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The Male Gaze and Films

In: Other Topics

Submitted By robsambrook23
Words 1988
Pages 8
Intro
New media platforms and the success and popularity of television in modern society allow for comedians to have much more self-directed approach to reach their audience the way in which they want at the volume that they choose. The two case studies featured in this essay are Frankie Boyle’s twitter activity and television shows in relation to son of Katie Price, Harvey. Twitter is increasingly widespread and debatably the most interactive form of social media available. Twitter’s main significance comes through user’s ability to communicate freely with each other and the retweet system allows for content to spread on a much larger, faster scale than social media sites like Facebook. These retweets basically have the likely ability to snowball if found popular enough to the public and celebrity side of Twitter, and from this comes the chance interaction between both members of the public as well as some of the most world renown celebrities. However as I am going to explore Twitter can often act as a dangerous tool and because of the nature of social networking it can be difficult to maintain efficiently and at an effective enough speed. The potential for pervasive offence to be spread via television seems much less likely due to the non-live nature and ambience that it possesses. Ofcom regulators are expected to cut anything from television shows that is deemed too offensive and unwatchable for general audiences prior to the show being aired. However this is not always the case.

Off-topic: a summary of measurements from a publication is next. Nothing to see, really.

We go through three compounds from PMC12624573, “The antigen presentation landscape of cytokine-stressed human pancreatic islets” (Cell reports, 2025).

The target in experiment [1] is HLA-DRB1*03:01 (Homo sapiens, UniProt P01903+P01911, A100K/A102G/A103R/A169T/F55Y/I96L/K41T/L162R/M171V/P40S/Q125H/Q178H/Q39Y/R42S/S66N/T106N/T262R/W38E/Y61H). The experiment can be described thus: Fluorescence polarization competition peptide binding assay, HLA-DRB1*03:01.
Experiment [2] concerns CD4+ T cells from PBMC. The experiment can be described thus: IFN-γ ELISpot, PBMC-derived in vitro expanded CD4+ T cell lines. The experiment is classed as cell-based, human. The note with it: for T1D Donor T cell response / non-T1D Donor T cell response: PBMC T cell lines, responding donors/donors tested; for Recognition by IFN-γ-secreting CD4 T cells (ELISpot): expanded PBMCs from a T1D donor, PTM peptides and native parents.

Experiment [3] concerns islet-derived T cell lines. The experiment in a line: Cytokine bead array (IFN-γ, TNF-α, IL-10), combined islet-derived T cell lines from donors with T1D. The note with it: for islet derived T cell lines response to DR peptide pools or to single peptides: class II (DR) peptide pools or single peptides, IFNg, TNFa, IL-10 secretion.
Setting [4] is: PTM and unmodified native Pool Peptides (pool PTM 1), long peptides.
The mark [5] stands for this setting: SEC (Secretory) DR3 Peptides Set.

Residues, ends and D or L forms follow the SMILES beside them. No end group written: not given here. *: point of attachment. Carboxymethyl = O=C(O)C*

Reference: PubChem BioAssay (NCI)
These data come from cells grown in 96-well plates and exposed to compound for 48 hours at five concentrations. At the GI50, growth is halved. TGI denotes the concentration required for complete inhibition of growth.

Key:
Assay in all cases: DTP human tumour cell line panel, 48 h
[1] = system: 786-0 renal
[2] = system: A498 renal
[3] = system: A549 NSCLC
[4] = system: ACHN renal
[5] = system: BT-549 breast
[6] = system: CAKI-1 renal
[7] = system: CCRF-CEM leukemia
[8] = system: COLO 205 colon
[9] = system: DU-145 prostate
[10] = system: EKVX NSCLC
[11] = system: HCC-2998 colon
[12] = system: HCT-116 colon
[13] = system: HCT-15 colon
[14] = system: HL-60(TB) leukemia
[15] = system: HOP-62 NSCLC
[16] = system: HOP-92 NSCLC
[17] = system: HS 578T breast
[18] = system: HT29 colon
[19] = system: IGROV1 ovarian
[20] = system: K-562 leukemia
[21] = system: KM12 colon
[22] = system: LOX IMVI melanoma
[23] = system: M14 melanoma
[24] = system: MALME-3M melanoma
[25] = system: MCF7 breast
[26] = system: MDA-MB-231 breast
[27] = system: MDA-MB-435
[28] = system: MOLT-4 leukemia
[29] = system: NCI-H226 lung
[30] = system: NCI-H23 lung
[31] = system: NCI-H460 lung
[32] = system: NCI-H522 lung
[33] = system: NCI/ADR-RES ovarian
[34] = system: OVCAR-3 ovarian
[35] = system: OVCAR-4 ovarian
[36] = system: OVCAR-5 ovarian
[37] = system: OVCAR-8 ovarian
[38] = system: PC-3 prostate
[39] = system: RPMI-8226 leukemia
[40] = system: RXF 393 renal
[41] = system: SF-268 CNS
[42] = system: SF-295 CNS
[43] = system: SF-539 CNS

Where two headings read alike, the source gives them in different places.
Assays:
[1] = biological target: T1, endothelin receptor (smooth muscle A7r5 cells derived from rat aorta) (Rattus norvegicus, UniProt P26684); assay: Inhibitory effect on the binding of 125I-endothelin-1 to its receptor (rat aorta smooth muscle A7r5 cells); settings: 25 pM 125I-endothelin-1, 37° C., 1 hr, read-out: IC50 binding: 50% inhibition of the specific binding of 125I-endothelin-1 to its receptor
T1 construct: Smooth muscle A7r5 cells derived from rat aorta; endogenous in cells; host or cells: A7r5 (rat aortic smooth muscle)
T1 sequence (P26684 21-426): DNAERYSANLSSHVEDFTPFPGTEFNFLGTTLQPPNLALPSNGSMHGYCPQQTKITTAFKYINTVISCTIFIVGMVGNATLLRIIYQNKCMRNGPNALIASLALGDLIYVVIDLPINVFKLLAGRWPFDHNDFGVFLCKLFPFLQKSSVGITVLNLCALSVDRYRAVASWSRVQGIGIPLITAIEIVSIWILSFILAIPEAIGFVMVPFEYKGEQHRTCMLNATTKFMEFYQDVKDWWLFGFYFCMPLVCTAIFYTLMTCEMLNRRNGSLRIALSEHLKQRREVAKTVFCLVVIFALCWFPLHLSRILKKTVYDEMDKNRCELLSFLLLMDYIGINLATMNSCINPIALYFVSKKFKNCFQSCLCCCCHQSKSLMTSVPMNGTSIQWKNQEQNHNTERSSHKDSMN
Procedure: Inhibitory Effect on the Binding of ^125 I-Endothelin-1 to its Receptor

TV